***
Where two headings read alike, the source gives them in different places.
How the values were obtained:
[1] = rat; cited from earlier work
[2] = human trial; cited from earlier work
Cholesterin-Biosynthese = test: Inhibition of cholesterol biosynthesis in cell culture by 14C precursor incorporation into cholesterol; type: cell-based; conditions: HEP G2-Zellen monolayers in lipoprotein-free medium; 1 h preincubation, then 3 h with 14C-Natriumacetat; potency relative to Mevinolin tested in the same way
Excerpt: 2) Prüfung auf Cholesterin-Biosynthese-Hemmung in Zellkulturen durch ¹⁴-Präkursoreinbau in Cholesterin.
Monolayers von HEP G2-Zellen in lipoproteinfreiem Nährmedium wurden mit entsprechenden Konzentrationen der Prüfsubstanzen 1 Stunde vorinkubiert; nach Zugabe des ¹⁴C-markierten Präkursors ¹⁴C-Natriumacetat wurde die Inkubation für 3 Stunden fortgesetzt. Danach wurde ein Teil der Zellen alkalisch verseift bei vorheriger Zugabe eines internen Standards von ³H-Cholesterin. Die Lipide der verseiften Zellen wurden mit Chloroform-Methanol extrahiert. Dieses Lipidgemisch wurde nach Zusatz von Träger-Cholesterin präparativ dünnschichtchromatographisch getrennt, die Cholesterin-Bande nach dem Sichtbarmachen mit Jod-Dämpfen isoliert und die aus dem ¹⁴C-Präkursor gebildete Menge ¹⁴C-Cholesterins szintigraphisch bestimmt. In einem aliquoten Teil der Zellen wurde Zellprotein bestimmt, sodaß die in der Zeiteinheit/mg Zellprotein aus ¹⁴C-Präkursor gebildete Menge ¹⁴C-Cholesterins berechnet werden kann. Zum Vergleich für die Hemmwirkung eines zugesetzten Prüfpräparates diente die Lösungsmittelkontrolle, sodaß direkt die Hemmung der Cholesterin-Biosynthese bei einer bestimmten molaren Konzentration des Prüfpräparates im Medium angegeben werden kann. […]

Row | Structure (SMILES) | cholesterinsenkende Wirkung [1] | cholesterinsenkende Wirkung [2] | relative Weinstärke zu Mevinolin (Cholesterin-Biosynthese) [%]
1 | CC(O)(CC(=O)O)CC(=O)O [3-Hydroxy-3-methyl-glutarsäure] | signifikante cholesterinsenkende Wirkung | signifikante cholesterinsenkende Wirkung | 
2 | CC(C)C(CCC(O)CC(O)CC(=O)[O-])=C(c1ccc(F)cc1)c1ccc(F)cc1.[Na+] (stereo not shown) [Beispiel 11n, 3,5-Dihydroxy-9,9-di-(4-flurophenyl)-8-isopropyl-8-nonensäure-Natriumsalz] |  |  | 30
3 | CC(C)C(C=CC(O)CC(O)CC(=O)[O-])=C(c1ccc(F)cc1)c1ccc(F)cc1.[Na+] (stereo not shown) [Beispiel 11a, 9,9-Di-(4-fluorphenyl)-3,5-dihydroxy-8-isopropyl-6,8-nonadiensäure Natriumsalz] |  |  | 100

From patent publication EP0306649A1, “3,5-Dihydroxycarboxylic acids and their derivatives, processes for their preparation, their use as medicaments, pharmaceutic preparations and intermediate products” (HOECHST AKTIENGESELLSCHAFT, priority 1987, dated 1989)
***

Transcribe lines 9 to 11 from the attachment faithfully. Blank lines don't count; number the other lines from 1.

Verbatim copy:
1 | CC(O)(CC(=O)O)CC(=O)O [3-Hydroxy-3-methyl-glutarsäure] | signifikante cholesterinsenkende Wirkung | signifikante cholesterinsenkende Wirkung | 
2 | CC(C)C(CCC(O)CC(O)CC(=O)[O-])=C(c1ccc(F)cc1)c1ccc(F)cc1.[Na+] (stereo not shown) [Beispiel 11n, 3,5-Dihydroxy-9,9-di-(4-flurophenyl)-8-isopropyl-8-nonensäure-Natriumsalz] |  |  | 30
3 | CC(C)C(C=CC(O)CC(O)CC(=O)[O-])=C(c1ccc(F)cc1)c1ccc(F)cc1.[Na+] (stereo not shown) [Beispiel 11a, 9,9-Di-(4-fluorphenyl)-3,5-dihydroxy-8-isopropyl-6,8-nonadiensäure Natriumsalz] |  |  | 100